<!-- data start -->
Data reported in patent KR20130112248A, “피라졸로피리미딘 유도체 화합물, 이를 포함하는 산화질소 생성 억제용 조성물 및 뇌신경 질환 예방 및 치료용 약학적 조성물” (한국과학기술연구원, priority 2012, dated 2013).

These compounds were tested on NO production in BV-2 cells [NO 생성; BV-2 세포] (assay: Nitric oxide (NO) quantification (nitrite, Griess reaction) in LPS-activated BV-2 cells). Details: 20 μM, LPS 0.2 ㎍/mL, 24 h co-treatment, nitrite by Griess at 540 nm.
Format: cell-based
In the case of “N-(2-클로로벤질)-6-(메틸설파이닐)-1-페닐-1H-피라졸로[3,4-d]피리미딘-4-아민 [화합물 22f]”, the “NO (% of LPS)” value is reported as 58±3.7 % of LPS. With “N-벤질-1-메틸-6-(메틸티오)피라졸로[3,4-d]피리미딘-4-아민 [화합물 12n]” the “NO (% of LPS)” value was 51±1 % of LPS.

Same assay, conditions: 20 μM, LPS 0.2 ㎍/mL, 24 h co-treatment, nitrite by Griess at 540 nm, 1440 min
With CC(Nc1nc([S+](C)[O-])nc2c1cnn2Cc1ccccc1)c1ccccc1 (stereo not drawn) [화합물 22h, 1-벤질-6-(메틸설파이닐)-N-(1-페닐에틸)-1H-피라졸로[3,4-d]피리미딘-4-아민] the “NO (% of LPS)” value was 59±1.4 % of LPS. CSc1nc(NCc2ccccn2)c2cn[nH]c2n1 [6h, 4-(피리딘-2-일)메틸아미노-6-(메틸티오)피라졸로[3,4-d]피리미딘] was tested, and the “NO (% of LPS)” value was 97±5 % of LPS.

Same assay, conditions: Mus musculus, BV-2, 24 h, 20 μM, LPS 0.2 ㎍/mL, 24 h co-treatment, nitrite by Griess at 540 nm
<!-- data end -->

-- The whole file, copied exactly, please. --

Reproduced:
Data reported in patent KR20130112248A, “피라졸로피리미딘 유도체 화합물, 이를 포함하는 산화질소 생성 억제용 조성물 및 뇌신경 질환 예방 및 치료용 약학적 조성물” (한국과학기술연구원, priority 2012, dated 2013).

These compounds were tested on NO production in BV-2 cells [NO 생성; BV-2 세포] (assay: Nitric oxide (NO) quantification (nitrite, Griess reaction) in LPS-activated BV-2 cells). Details: 20 μM, LPS 0.2 ㎍/mL, 24 h co-treatment, nitrite by Griess at 540 nm.
Format: cell-based
In the case of “N-(2-클로로벤질)-6-(메틸설파이닐)-1-페닐-1H-피라졸로[3,4-d]피리미딘-4-아민 [화합물 22f]”, the “NO (% of LPS)” value is reported as 58±3.7 % of LPS. With “N-벤질-1-메틸-6-(메틸티오)피라졸로[3,4-d]피리미딘-4-아민 [화합물 12n]” the “NO (% of LPS)” value was 51±1 % of LPS.

Same assay, conditions: 20 μM, LPS 0.2 ㎍/mL, 24 h co-treatment, nitrite by Griess at 540 nm, 1440 min
With CC(Nc1nc([S+](C)[O-])nc2c1cnn2Cc1ccccc1)c1ccccc1 (stereo not drawn) [화합물 22h, 1-벤질-6-(메틸설파이닐)-N-(1-페닐에틸)-1H-피라졸로[3,4-d]피리미딘-4-아민] the “NO (% of LPS)” value was 59±1.4 % of LPS. CSc1nc(NCc2ccccn2)c2cn[nH]c2n1 [6h, 4-(피리딘-2-일)메틸아미노-6-(메틸티오)피라졸로[3,4-d]피리미딘] was tested, and the “NO (% of LPS)” value was 97±5 % of LPS.

Same assay, conditions: Mus musculus, BV-2, 24 h, 20 μM, LPS 0.2 ㎍/mL, 24 h co-treatment, nitrite by Griess at 540 nm